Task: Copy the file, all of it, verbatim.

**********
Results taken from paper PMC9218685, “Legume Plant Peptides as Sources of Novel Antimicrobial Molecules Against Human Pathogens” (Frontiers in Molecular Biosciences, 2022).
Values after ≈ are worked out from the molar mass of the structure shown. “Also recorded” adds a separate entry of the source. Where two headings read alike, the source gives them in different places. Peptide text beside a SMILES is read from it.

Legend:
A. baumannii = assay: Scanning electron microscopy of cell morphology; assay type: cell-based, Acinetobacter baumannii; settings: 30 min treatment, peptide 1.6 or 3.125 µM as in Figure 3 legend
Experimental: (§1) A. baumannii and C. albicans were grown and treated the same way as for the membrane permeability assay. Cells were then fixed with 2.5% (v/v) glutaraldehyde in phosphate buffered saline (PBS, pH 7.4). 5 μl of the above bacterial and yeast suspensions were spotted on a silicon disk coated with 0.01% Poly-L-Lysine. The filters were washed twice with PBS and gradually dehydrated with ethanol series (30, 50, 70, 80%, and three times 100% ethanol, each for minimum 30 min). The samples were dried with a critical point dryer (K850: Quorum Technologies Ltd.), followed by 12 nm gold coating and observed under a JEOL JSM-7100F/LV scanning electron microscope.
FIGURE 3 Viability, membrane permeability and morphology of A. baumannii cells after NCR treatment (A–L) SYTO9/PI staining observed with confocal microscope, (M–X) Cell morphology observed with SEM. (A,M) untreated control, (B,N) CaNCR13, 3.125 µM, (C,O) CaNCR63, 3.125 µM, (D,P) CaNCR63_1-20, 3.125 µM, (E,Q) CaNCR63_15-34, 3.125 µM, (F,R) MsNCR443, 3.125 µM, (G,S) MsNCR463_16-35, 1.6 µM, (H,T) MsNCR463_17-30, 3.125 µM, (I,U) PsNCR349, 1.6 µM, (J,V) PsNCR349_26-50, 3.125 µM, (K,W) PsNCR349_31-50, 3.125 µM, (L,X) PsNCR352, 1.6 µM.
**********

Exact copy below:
Results taken from paper PMC9218685, “Legume Plant Peptides as Sources of Novel Antimicrobial Molecules Against Human Pathogens” (Frontiers in Molecular Biosciences, 2022).
Values after ≈ are worked out from the molar mass of the structure shown. “Also recorded” adds a separate entry of the source. Where two headings read alike, the source gives them in different places. Peptide text beside a SMILES is read from it.

Legend:
A. baumannii = assay: Scanning electron microscopy of cell morphology; assay type: cell-based, Acinetobacter baumannii; settings: 30 min treatment, peptide 1.6 or 3.125 µM as in Figure 3 legend
Experimental: (§1) A. baumannii and C. albicans were grown and treated the same way as for the membrane permeability assay. Cells were then fixed with 2.5% (v/v) glutaraldehyde in phosphate buffered saline (PBS, pH 7.4). 5 μl of the above bacterial and yeast suspensions were spotted on a silicon disk coated with 0.01% Poly-L-Lysine. The filters were washed twice with PBS and gradually dehydrated with ethanol series (30, 50, 70, 80%, and three times 100% ethanol, each for minimum 30 min). The samples were dried with a critical point dryer (K850: Quorum Technologies Ltd.), followed by 12 nm gold coating and observed under a JEOL JSM-7100F/LV scanning electron microscope.
FIGURE 3 Viability, membrane permeability and morphology of A. baumannii cells after NCR treatment (A–L) SYTO9/PI staining observed with confocal microscope, (M–X) Cell morphology observed with SEM. (A,M) untreated control, (B,N) CaNCR13, 3.125 µM, (C,O) CaNCR63, 3.125 µM, (D,P) CaNCR63_1-20, 3.125 µM, (E,Q) CaNCR63_15-34, 3.125 µM, (F,R) MsNCR443, 3.125 µM, (G,S) MsNCR463_16-35, 1.6 µM, (H,T) MsNCR463_17-30, 3.125 µM, (I,U) PsNCR349, 1.6 µM, (J,V) PsNCR349_26-50, 3.125 µM, (K,W) PsNCR349_31-50, 3.125 µM, (L,X) PsNCR352, 1.6 µM.